Cyclists deserve room on the road

Government must recognise difference between riding as a recreational pursuit and as a formal training programme

PUBLISHED : Saturday, 19 April, 2014, 9:52pm
UPDATED : Saturday, 19 April, 2014, 9:52pm

One person furtively scopes the area, looking out for the long arm of the law before setting out on his mission. Another is not as lucky, is unable to sprint away and ends up being arrested and hauled off to court to face charges. It might seem like something straight from the Jason Bourne trilogy.

But these are no "criminal" acts, rather the daily tribulations our young cyclists face as they bid to follow in the footsteps of trailblazers such as Wong Kam-po, or, perhaps, Hung Chung-yam from an earlier generation.

Esther Fung Yuk-ki, 17, has been identified as an up-and-coming star by the Hong Kong Cycling Association (HKCA). She is part of the youth squad.

The government must take another look at its stringent laws governing road safety and make allowances for our elite cyclists
Alvin Sallay

Unlike the seniors who are based in and train on the mainland, the youngsters have to make do with limited road facilities in Hong Kong. She was arrested for not cycling on a designated cycle path.

Ronald Yeung Ying-hon, a former member of the Hong Kong senior team, recalls how he had to "act like a thief" and make sure there were no police around before he went out training on the roads.

Yeung, who now rides for a professional team in Singapore, says whenever he returns home "I have to be careful before and during training, it was just like doing something illegal".

He is right, for what he and Fung were doing is illegal in the eyes of the law and the government's antiquated cycling rules, which have led the HKCA to say they were "killing the sport" and are detrimental to its long-term development.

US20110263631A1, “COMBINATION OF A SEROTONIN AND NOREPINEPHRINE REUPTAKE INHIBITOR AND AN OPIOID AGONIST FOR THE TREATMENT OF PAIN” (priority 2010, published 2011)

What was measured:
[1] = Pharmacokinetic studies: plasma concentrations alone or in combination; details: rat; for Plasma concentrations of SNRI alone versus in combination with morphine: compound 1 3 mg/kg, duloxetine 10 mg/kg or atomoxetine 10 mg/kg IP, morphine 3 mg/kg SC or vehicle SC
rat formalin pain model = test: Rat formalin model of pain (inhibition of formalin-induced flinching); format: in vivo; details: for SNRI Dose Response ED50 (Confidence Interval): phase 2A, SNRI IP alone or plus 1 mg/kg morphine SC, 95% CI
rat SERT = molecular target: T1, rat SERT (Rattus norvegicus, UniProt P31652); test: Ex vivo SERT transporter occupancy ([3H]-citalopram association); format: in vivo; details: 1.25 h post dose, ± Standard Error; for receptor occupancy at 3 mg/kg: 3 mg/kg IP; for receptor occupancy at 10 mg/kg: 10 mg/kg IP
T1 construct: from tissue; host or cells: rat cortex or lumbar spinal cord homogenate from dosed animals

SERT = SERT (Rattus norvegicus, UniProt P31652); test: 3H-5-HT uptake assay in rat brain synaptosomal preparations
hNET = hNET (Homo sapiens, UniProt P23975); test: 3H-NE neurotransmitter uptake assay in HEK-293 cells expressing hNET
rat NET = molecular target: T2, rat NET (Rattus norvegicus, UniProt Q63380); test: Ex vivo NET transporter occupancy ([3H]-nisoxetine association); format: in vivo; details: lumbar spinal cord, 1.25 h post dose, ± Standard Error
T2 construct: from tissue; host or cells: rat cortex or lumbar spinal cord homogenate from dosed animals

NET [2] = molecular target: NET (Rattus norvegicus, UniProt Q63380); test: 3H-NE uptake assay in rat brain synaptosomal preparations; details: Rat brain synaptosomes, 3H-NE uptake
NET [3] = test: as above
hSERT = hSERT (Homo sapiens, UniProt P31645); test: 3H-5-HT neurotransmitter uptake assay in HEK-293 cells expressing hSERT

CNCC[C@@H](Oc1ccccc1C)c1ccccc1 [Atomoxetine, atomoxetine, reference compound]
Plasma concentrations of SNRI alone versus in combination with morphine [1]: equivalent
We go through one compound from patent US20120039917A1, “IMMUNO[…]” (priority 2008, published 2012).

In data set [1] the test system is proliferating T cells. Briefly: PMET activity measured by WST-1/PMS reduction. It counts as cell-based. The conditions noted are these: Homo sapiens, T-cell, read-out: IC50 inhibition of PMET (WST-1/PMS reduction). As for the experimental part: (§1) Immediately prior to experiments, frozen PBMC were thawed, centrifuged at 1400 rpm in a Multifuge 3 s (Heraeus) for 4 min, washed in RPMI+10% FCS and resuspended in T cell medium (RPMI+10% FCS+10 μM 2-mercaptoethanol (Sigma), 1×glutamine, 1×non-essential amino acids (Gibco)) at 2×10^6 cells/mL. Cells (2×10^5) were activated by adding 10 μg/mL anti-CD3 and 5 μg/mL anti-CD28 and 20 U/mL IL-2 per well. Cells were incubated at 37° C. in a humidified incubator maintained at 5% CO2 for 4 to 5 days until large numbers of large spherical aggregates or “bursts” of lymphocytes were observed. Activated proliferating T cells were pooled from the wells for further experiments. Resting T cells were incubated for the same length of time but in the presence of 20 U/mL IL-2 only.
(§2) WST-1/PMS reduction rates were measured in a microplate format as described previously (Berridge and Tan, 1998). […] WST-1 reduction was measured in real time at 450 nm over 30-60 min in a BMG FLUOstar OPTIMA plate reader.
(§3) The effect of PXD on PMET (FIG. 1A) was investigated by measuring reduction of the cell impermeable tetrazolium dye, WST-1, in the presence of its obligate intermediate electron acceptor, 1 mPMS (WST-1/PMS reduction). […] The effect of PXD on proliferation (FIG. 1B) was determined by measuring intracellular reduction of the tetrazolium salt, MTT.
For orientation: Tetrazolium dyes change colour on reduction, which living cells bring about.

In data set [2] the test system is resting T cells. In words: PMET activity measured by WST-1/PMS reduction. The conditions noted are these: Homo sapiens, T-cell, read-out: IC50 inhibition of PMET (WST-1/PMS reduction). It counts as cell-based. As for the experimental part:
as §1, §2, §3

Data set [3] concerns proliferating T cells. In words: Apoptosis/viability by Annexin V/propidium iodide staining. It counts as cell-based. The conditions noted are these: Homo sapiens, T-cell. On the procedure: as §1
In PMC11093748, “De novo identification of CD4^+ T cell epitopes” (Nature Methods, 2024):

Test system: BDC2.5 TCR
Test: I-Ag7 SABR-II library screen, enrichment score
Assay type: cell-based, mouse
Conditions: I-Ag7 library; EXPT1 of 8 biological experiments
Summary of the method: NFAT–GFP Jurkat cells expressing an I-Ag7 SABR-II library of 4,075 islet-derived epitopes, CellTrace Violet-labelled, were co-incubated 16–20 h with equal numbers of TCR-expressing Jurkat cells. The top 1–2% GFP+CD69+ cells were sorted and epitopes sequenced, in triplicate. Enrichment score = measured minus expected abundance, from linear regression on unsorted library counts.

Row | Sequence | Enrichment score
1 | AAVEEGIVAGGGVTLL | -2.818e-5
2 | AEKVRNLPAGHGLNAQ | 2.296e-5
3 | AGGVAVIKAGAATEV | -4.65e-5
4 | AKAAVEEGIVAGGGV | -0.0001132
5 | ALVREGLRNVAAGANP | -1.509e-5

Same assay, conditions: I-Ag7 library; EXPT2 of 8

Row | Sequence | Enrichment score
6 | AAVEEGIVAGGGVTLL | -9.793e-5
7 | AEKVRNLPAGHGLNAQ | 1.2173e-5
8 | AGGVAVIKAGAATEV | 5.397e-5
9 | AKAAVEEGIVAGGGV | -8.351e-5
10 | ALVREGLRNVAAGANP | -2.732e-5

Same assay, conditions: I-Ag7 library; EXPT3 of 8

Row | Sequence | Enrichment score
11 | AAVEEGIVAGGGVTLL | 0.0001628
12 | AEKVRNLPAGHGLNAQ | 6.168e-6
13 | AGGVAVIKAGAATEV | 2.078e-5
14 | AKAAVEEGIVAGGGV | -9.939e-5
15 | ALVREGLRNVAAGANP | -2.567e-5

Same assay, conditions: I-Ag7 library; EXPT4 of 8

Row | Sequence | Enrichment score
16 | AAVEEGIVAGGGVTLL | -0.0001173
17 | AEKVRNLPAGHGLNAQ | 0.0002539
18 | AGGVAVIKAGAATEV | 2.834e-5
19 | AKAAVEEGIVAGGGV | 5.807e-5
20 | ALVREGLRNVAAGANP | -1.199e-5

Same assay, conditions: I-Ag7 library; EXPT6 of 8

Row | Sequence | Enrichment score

Cycling has been one of the most successful sports for Hong Kong at multi-sports games in recent times.

Four years ago at the Guangzhou Asian Games, cycling won the highest number of medals overall, with four gold, four silver and a bronze.

Celebrated veteran Wong led the way, winning the men's road race. Hong Kong finished second only to China (who won seven golds) in the cycling stakes.

But the fact that the senior team have to base themselves across the border and train on the mainland speaks volumes.

While they benefit from the close ties built with the mainland's cycling apparatus, the fact is they have no option as there are no roads to train on in Hong Kong. That is, without running the risk of being slapped with fines and arrested.

Fung is not the only athlete to face the wrath of the law. Five triathletes were also charged by police when training in Ting Kok Road in Tai Po last year.

Road safety is paramount in a congested city like Hong Kong.

Despite the growing population and the increase in vehicle registrations, the number of road accident fatalities remains at a low level. Last year, there were 130 traffic accident fatalities.

Compare this to the carnage on the roads in Thailand during the Songkran festival, the Buddhist New Year celebration last week when there were 248 deaths and 2,643 injuries, and this just over a five-day period.

Hong Kong police figures show that between January and February this year, there were 366 traffic accidents involving bicycles, resulting in 376 casualties.

By and large, these incidents involve recreational riders and not members of the national squads who go out training accompanied by a coach.

The public use cycling tracks built purely for recreational purposes and with more people taking to cycling, numbers are growing. This has resulted in people like Fung and Yeung using the roads and not designated cycling paths, which in any case are filled with traffic.

"How can we conduct speed training on a cycle track when there are a lot of people there riding for leisure?" one cycling official asked.

The government must acknowledge the difference between cycling as a recreational pursuit and as part of a training programme with the end goal being winning a medal at a major event.

As Hong Kong Sports Institute cycling head coach Shen Jinkang observed, "elite training is very disciplined and is always led by qualified coaches and road training is also important for the development of our young athletes".

It did not help in Fung's case. She was accompanied by a coach when she was arrested.

The government must take another look at its stringent laws governing road safety and make allowances for our elite cyclists. The rest of you weekend cyclists will have to settle for the cycling paths and just hope that more facilities will be built.